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Sloppy Chicago White Sox thumped behind Chris Sale

CHICAGO -- While Monday's miscue-filled defeat to the Tampa Bay Rays seemed to be a new low point, the Chicago White Sox somehow managed to top that with an 11-3 defeat Tuesday.

Staff ace Chris Sale was tagged for seven earned runs for the second consecutive start, the first time in his career he has allowed seven runs to score in consecutive outings.

That would have been bad enough had the last play of his outing not turned into a symbol of how disappointing and frustrating the 2015 season has been. It would seem hard to reach new low points for a team that is now 50-55 on the season.

That sixth-inning play started with some bad luck, as Kevin Kiermaier's bases-loaded bloop single fell untouched in center field to allow a run to score. But it turned ugly in a hurry.

Because all runners had advanced a base and were staying put, center fielder Adam Eaton lobbed the ball home toward catcher Tyler Flowers. As the ball went from a bounce to a slow roll, though, it squirted right through Flowers' legs. And Sale was nowhere to be seen backing up the play behind home plate, staying near the mound instead.

The turn of events allowed Asdrubal Cabrera to score what might have been the worst run the White Sox have allowed in a season full of runs scored against them.

"I've seen worse," manager Robin Ventura said. "There's always worse. But that's just stuff we work on. We've been doing that since spring training, so definitely clean that up. That didn't cost us the game tonight."

No, what cost Chicago the game was a return to the White Sox of the first half, when offense was limited, defense was marginal-to-poor, and the pitching wasn't where it needed to be. Tuesday's game was a return to the Sale of April and May, when he was working his way into form after not having much of a spring training because of a fractured bone in his foot.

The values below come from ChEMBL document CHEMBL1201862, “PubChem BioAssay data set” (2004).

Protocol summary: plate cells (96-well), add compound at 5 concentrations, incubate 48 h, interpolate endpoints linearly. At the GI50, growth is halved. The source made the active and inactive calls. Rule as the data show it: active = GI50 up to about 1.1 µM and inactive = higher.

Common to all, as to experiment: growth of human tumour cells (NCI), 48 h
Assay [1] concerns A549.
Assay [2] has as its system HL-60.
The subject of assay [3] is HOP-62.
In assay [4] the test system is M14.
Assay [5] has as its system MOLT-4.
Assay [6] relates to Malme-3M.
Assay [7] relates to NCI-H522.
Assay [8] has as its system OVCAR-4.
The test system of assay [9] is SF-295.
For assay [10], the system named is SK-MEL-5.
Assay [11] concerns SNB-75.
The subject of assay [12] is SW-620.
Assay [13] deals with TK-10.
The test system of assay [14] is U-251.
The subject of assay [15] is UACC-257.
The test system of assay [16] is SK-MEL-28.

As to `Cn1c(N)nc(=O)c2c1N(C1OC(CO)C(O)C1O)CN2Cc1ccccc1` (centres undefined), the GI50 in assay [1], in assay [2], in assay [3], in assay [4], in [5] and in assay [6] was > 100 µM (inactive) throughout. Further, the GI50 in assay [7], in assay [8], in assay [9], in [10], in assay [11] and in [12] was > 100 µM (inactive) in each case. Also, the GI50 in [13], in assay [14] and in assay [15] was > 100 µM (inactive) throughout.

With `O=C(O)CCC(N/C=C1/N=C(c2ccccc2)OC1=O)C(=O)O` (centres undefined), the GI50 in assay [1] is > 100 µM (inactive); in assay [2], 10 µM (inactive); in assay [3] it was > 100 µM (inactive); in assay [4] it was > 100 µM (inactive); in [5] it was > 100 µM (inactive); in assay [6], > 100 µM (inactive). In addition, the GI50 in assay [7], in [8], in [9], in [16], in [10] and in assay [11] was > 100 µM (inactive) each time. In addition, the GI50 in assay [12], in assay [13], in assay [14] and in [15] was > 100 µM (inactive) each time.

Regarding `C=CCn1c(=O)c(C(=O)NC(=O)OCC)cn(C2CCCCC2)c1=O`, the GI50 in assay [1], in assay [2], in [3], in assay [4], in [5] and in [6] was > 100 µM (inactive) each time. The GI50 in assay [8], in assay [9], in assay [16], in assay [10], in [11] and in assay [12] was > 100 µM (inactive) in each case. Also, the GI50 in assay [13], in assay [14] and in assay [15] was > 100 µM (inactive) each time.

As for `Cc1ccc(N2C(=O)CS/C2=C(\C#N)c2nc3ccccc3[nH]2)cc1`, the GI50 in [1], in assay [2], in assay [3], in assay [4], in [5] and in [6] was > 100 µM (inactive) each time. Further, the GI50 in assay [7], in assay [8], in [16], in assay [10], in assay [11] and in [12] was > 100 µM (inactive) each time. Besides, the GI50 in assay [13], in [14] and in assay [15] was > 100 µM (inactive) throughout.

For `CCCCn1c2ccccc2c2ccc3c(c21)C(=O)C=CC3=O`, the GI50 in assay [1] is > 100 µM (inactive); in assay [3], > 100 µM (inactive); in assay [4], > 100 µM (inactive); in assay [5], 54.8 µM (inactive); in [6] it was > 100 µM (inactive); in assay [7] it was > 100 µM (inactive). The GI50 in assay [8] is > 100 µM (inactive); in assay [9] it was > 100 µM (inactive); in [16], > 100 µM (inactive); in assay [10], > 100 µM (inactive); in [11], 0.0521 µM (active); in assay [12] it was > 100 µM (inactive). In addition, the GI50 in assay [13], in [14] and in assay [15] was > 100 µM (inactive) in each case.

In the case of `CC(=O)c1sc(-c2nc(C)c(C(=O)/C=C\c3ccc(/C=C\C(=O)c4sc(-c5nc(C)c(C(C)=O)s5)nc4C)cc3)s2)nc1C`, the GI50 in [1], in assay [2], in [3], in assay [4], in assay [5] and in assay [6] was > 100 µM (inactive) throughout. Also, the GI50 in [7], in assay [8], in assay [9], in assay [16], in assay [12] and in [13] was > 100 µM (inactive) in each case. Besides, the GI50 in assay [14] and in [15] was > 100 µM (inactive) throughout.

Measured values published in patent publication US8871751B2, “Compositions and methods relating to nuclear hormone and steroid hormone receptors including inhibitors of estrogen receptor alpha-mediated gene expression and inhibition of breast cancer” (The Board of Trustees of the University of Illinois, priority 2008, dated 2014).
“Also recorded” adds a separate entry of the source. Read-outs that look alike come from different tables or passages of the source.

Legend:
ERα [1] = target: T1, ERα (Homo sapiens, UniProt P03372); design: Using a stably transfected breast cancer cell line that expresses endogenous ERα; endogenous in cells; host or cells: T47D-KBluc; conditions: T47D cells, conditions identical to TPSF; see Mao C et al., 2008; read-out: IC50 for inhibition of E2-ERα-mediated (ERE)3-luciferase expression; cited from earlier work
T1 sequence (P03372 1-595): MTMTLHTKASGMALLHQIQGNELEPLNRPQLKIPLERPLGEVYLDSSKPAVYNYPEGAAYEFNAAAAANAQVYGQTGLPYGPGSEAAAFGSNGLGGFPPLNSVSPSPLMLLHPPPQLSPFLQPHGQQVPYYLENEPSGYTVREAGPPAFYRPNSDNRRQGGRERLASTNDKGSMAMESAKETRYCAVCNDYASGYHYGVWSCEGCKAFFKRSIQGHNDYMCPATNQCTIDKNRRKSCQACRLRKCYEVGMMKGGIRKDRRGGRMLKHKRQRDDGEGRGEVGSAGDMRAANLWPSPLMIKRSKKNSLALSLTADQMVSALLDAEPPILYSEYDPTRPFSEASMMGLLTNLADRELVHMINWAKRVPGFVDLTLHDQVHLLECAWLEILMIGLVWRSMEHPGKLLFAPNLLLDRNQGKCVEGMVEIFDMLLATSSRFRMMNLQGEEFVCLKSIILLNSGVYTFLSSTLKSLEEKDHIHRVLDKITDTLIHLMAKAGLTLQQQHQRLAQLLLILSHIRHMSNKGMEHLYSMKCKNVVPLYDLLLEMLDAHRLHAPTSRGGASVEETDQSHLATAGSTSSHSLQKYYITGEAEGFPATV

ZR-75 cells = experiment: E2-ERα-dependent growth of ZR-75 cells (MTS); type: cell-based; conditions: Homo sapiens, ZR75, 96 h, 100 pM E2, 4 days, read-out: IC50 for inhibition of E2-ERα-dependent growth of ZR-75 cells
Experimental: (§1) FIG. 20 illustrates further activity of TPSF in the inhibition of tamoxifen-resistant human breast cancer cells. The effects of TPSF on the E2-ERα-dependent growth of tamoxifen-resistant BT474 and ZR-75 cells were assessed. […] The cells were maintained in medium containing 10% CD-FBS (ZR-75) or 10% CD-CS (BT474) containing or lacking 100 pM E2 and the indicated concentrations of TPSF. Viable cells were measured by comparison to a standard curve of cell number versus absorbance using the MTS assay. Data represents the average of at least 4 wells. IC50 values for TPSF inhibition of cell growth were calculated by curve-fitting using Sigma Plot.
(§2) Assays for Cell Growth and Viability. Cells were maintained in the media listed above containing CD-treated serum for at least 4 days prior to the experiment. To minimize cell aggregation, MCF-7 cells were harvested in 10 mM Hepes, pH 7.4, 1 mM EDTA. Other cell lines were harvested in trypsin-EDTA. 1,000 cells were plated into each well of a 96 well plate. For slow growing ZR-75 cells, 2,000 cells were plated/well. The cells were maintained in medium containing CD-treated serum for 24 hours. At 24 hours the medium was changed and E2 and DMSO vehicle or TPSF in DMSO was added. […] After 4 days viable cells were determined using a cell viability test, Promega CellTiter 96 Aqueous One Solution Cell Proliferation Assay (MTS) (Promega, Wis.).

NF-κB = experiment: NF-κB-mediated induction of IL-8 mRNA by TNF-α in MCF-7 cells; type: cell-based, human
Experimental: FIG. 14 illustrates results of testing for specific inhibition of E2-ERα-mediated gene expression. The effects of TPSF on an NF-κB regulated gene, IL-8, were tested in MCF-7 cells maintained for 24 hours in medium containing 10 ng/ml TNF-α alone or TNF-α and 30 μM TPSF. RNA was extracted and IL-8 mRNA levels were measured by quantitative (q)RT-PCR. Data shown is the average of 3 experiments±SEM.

"It's bad," Sale said. "I really don't know what to say about it other than just I've been the weak link [the last] couple times out. I'm not leaving my team a chance to win; I'm not doing my job at all. It's tough. It sucks sitting in here for four innings watching what you've done just unravel and putting guys in situations they shouldn't be in. That's tough. It really sucks, honestly."

Ventura removed Sale from the game after 107 pitches, and the Rays continued to pile on from there. They turned that 5-1 lead into an 8-1 lead by the end of the inning, then added two more runs in the seventh, and one more in the ninth.

Not only did reliever Daniel Webb allow three inherited runners to score, he gave up back-to-back home runs in the seventh -- the fourth time this season the Rays had hit home runs in consecutive at-bats.

Sale had to watch the rest from the clubhouse.

The logical explanation is that Sale's historic run of double-digit strikeouts in eight consecutive games took its toll. The only other pitcher to match that feat was Pedro Martinez, who was just inducted into the Hall of Fame.

Sale threw as many as 125 pitches in a game during that streak and reached the 119 mark three times. If he is fatigued from that monster run it would make sense, but he refuses to make any excuses -- in typical Sale fashion.

"I feel fine; my arm feels good, my body feels good, I feel loose," Sale said. "It's just not showing up. I don't know what it is. If I knew what it was I'd definitely try to figure it out. Just bad. I'm just not making pitches when I need to make pitches. I'm not keeping the ball in the yard. It seems like I'm just throwing it over the fence for them, really. Like I said, it really stinks."

Sale gave up two home runs -- just the fourth time he has given up multiple home runs in an outing this season -- but the second time he has done it in his past four starts. Going back a shade further, it is the third time it has happened in Sale's past six outings.

Where Sale was fastball- and changeup-heavy early in the season, he was more slider- and changeup-oriented Tuesday night, and the Rays caught on to the pattern quickly.

"We were just trying to be aggressive," Kiermaier said. "He really didn't throw the fastball as much as I thought he was. He was throwing sliders and changeups and we all did a good job with handling what he threw at us tonight."

If Sale is feeling out of sorts, nobody was willing to say it.

"It's definitely tough, obviously, for him, the team, for me as well," Flowers said. "He puts a lot of trust in me every day he goes out there. It's tough to swallow with how good he is to not have the success we know he can have."

As for that play in the sixth inning when the White Sox couldn't stop a throw from rolling through the infield -- that one was also tough to swallow, as much as it was hard to watch.

"Obviously that ball has to be stopped by me," Flowers said. "As a team we didn't execute that how you're supposed to. Ultimately there's a ball trickling in. I haven't looked at it to see how that possibly happens. Yeah, not a very good job."